At last matters became so intolerable that the merchants of London and Bristol petitioned the crown to take possession and restore order, and Captain Woodes Rogers was sent out as the first crown governor and arrived at New Providence in 1718. Many families of good character now settled at the Bahamas, and some progress was made in developing the resources of the colony, although this was interrupted by the tyrannical conduct of some of the governors who succeeded Captain Woodes Rogers. At this time the pine-apple was introduced as an article of cultivation at Eleuthera; and a few years subsequently, during the American war of independence, colonists arrived in great numbers, bringing with them wealth and also slave labour. Cotton cultivation was now attempted on a large scale. In 1783, at Long Island, 800 slaves were at work, and nearly 4000 acres of land under cultivation. But the usual bad luck of the Bahamas prevailed; the red bug destroyed the cotton crops in 1788 and again in 1794, and by the year 1800 cotton cultivation was almost abandoned. There were also other causes that tended to retard the progress of the colony. In 1776 Commodore Hopkins, of the American navy, took the island of New Providence; he soon, however, abandoned it as untenable, but in 1781 it was retaken by the Spanish governor of Cuba. The Spaniards retained nominal possession of the Bahamas until 1783, but before peace was notified New Providence was recaptured by a loyalist, Lieutenant-Colonel Deveaux, of the South Carolina militia, in June 1783.

In 1784 and 1786 sums were voted in parliament to indemnify the descendants of the old lords proprietors, and the islands were formally reconveyed to the crown. The Bahamas began again to make a little progress, until the separation of Turks and Caicos Islands in 1848, which had been hitherto the most productive of the salt-producing islands, unfavourably affected the finances. Probably the abolition of the slave-trade in 1834 was not without its effect upon the fortunes of the landed proprietors. The next event of importance in the history of the Bahamas was the rise of the blockade-running trade, consequent on the closing of the southern ports of America by the Federals in 1861. At the commencement of 1865 this trade was at its highest point. In January and February 1865 no less than 20 steamers arrived at Nassau, importing 14,182 bales of cotton, valued at £554,675. The extraordinary difference between the normal trade of the islands and that due to blockade-running will be seen by comparing the imports and exports before the closing of the southern ports in 1860 with those of 1864. In the first year the imports were £234,029, and the exports £157,350, while in the second year the imports were £5,346,112, and the exports £4,672,398. The excitement, extravagance and waste existing at Nassau during the days of blockade-running exceed belief. Individuals may have profited largely, but the Bahamas probably benefited little. The government managed to pay its debt amounting to £43,786, but crime increased and sickness became very prevalent. The cessation of the trade was marked, however, by hardly any disturbance; there were no local failures, and in a few months the steamers and their crews departed, and New Providence subsided into its usual state of quietude. This, however, was not fated to last long, for in October 1866 a most violent hurricane passed over the island, injuring the orchards, destroying the fruit-trees, and damaging the sponges, which had proved hitherto a source of profit. The hurricane, too, was followed by repeated droughts, and the inhabitants of the out-islands were reduced to indigence and want, a condition which is still, in some measure, in evidence.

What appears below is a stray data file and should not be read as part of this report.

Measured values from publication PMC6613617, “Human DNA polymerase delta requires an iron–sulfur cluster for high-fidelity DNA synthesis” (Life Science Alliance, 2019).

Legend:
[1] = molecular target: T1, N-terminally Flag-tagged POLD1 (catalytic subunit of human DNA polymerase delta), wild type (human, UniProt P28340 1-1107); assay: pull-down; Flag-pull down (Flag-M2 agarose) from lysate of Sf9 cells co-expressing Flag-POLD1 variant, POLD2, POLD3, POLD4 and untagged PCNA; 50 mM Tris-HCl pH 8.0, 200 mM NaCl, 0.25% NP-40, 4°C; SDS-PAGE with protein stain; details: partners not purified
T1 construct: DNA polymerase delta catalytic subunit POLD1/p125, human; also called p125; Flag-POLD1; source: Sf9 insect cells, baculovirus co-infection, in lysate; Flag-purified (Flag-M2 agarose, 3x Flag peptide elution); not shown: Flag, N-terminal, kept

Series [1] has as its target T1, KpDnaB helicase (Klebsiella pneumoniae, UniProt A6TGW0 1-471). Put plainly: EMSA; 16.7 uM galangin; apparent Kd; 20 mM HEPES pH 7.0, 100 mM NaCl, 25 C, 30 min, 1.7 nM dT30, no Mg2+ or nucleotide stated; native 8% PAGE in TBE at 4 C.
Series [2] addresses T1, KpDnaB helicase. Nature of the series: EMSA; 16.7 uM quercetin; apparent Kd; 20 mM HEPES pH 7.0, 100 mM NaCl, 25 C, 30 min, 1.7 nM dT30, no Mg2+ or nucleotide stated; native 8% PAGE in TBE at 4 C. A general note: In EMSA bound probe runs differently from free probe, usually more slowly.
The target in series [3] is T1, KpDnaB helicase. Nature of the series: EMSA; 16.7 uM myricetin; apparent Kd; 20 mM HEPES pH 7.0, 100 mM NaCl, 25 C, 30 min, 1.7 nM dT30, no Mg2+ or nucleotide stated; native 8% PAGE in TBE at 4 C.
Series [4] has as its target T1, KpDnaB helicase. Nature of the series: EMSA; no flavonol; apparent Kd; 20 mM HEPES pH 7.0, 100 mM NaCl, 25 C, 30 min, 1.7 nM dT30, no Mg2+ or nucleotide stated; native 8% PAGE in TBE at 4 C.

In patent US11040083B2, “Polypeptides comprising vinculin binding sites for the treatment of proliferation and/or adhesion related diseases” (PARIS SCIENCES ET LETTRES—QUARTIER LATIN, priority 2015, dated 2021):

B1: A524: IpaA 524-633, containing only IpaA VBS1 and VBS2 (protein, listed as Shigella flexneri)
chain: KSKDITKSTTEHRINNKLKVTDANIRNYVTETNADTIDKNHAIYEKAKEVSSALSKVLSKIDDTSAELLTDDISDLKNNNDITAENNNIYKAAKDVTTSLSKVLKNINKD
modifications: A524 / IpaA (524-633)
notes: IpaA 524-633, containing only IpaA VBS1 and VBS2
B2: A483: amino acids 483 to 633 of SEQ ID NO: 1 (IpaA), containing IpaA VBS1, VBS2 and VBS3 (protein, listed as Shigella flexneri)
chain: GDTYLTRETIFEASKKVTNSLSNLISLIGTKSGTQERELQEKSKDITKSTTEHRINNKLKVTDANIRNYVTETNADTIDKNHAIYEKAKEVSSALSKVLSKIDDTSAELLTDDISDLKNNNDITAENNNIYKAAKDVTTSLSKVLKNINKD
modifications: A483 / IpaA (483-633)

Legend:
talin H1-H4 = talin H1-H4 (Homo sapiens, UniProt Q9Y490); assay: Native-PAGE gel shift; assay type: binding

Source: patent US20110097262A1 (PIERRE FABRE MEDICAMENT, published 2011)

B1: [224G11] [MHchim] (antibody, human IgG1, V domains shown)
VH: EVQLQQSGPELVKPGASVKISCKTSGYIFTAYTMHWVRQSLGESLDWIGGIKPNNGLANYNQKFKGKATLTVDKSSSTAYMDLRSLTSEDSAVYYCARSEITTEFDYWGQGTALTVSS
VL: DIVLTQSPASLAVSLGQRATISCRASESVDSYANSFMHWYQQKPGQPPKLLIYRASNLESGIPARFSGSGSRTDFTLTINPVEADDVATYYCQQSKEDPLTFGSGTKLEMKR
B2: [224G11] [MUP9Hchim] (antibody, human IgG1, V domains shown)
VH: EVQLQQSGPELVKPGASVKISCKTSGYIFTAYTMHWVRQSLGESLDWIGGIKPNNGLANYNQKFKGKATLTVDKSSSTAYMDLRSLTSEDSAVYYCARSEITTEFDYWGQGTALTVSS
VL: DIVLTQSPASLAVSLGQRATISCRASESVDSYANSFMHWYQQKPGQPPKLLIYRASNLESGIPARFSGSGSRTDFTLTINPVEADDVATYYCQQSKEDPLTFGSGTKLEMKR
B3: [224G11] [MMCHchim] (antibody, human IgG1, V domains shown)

See the valuable General Descriptive Report on the Bahama Islands, by Sir G. T. Carter (governor, 1898–1904), issued in place of the ordinary annual report by the Colonial Office, London, 1902; also Governor R. W. Rawson’s Report, 1866; Stark’s History and Guide to the Bahama Islands (Boston, Mass., 1891); Bahama Islands (Geog. Soc. of Baltimore), ed. G. B. Shattuck (New York, 1905). For geology see A. Agassiz, “A Reconnaissance of the Bahamas and of the Elevated Reefs of Cuba in the steam yacht ‘Wild Duck,’ January to April 1893,” Bull. Mus. Comp. Zool. Harvard, vol. xxvi. no. 1, 1894.